According to this Dakota County Criminal Complaint (and this one), two women broke into several vehicles located in the Heart of the City parking ramp and stole items including a government vehicle intended for use by the Marine Corps Recruiting Center. Using a GPS tracking device on the US Government vehicle, the thieves were tracked down in short order and arrested.
From the complaint:
On October 1, 2012, the Burnsville Police Department was called to the Heart of the City parking ramp located at 12700 Nicollet Ave South in the City of Burnsville, Dakota County, Minnesota, on a report of thefts and damage to vehicles and theft of a vehicle. The responding officers spoke with R.D., an employee at the Marine Corps Recruiting Center, who reported that a 2010 Chevrolet Malibu belonging to the U.S. Government had been stolen from the ramp. Officers also took reports from four other individuals who were reporting damage and / or thefts from their vehicles parked in the same ramp. These reports are as follows:
B.E. – Reported that two windows had been broken on his work vehicle also belonging to the U.S. Government. B.E. subsequently discovered that a gas card was missing from his vehicle.
A.A. – Reported numerous items stolen from his vehicle, including a compound bow, a 32-inch television, DVD player, Vexilar fishing system.
D.F. – Reported a bag, a multi-tool, and a phone charger was missing from her vehicle.
N.S. – Reported that a window was broken on her vehicle. N.S. subsequently discovered that her husband’s gym bag had been stolen from the vehicle.
R.D. informed the officers that the stolen Malibu was equipped with a GPS system and provided that tracking information to the officers who aired that information to other departments. A short time later the vehicle was located in the City of Fridley. The Fridley police officer observed two females park the vehicle at an apartment complex in Fridley and arrested the two females as they were getting out of the vehicle.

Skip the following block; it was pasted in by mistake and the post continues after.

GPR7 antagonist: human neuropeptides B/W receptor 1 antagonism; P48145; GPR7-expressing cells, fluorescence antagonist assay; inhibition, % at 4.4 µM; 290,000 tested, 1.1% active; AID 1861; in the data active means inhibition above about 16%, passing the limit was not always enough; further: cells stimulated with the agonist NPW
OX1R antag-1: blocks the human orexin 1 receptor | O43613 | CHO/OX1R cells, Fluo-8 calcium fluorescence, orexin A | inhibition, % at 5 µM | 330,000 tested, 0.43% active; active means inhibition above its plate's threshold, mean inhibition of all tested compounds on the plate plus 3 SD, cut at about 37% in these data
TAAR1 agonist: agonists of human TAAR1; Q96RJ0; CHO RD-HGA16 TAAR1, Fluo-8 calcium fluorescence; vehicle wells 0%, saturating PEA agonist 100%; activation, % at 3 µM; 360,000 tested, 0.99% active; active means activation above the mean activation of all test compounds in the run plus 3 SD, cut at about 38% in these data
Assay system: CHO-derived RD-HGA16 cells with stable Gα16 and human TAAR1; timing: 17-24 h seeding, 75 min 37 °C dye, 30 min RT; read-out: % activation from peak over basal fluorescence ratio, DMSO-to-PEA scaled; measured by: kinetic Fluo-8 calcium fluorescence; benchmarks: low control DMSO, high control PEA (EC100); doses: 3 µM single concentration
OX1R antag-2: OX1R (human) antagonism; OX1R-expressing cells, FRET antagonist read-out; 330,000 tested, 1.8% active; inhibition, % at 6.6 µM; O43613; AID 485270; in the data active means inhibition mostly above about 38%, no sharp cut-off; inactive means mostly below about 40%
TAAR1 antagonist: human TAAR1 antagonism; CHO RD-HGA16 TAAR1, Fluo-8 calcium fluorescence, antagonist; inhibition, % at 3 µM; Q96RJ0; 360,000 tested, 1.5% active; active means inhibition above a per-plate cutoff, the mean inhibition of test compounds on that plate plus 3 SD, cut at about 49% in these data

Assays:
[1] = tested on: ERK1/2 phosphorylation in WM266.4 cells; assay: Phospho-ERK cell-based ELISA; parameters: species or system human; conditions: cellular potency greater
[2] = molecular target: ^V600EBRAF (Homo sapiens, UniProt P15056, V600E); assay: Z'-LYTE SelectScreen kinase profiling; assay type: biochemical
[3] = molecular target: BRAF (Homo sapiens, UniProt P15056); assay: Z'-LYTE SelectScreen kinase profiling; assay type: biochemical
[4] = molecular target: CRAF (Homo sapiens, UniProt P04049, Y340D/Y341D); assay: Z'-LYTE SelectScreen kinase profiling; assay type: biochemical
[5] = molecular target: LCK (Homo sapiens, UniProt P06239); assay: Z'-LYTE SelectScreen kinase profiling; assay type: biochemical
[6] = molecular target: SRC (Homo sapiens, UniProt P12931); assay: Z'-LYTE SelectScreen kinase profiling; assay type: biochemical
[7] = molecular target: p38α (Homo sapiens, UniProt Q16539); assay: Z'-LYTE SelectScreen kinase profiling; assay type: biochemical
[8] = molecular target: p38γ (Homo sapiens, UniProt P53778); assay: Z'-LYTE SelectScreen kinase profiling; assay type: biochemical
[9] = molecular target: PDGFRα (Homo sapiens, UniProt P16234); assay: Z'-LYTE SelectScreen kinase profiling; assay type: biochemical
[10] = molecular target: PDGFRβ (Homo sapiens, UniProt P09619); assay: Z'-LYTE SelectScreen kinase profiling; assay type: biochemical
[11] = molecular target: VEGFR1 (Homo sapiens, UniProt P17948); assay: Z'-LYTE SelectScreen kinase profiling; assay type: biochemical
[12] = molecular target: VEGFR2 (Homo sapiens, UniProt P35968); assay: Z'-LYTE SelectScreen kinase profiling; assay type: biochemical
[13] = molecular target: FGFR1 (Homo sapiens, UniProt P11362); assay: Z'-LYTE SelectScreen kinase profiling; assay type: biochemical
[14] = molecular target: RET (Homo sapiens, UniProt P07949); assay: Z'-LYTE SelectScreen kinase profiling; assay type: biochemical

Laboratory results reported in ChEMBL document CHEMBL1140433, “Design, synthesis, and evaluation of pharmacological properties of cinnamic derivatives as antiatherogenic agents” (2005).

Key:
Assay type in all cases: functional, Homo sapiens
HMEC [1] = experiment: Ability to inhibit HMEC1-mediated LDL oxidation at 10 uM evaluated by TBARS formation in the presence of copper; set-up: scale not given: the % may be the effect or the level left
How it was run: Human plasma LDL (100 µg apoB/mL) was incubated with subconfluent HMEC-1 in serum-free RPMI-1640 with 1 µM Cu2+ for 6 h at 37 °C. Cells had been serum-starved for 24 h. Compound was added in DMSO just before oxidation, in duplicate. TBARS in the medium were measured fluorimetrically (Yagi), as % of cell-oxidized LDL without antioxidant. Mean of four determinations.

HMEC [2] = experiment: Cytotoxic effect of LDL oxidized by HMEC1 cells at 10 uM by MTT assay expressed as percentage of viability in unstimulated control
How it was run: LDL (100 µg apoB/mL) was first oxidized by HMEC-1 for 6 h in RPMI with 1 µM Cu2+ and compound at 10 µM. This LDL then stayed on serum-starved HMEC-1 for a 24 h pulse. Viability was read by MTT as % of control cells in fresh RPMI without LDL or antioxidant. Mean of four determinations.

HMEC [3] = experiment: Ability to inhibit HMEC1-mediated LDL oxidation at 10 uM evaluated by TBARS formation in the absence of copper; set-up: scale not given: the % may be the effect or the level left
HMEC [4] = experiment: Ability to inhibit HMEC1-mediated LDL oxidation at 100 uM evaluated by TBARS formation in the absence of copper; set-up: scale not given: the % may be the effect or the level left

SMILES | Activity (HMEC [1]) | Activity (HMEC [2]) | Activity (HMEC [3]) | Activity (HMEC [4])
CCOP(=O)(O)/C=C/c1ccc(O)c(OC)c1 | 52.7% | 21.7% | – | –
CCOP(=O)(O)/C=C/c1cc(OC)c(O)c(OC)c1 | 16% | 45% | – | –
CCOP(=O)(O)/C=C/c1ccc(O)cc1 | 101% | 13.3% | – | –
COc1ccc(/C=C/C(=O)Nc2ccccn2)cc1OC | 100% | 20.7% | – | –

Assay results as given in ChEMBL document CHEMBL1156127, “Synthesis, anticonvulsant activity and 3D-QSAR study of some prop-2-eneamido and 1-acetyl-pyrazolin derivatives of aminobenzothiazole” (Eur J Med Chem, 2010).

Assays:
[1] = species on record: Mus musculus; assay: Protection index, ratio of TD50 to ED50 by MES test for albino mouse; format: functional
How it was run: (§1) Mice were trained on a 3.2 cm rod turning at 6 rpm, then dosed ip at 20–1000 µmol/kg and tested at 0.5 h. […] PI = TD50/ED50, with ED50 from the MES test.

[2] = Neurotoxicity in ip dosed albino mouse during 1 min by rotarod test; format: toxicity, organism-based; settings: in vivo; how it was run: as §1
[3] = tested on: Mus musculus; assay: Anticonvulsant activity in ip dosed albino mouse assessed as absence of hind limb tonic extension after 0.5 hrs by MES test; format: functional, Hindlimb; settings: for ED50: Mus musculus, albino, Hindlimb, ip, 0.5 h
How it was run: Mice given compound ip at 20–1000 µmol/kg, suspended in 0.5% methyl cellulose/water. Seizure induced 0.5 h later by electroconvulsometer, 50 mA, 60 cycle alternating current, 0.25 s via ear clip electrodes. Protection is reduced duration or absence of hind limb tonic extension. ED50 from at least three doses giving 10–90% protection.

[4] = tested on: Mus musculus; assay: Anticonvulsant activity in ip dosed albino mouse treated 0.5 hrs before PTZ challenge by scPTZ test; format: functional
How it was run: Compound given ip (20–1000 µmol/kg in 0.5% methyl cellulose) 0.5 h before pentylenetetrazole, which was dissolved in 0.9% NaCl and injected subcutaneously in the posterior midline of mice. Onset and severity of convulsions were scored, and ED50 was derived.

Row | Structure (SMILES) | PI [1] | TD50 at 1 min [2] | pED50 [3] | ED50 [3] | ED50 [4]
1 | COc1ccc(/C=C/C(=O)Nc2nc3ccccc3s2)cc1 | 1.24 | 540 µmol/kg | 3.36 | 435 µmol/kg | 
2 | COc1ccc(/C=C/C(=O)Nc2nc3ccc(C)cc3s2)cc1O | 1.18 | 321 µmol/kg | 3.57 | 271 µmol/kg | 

The government license plates that were on the vehicle had been removed and replaced with license plates stolen off of a vehicle belonging to D.V. D.V.’s vehicle had been parked in an apartment complex parking ramp located at 301 McAndrews Road in the City of Burnsville. Officers also learned of the following other thefts and damage that occurred about the same time in the ramp on McAndrews Road:
G.B. – Reported that a window on his vehicle had been broken and a set of keys for a storage locker were stolen from the vehicle.
A.G. – Reported that a window had been broken on his vehicle but nothing had been stolen.
S.S. – Reported that a window had been broken on h9s (sic) vehicle but nothing had been stolen.
The total damage to the eight vehicles that were broken into is over $1,000.00. The total value of all of the items stolen from the eight other vehicles also exceeds $1,000.00
Now, thieves are never smart but what possible reason could you think up which would make even the dumbest criminal steal a government-owned vehicle? If they’re smart enough to change the plates, why not be smart enough to not leave that vehicle alone in the first place? Are Malibus really that easy to steal that it was worth the risk?
Knowing how quickly the government vehicle was recovered with the GPS, do you think it had more to do with the GPS being available or the fact it was a government-owned car? Do you have GPS-tracking enabled in your car (assuming most often through On-Star) or does the potential for abuse by third parties outweigh its usefulness considering how few cars are stolen?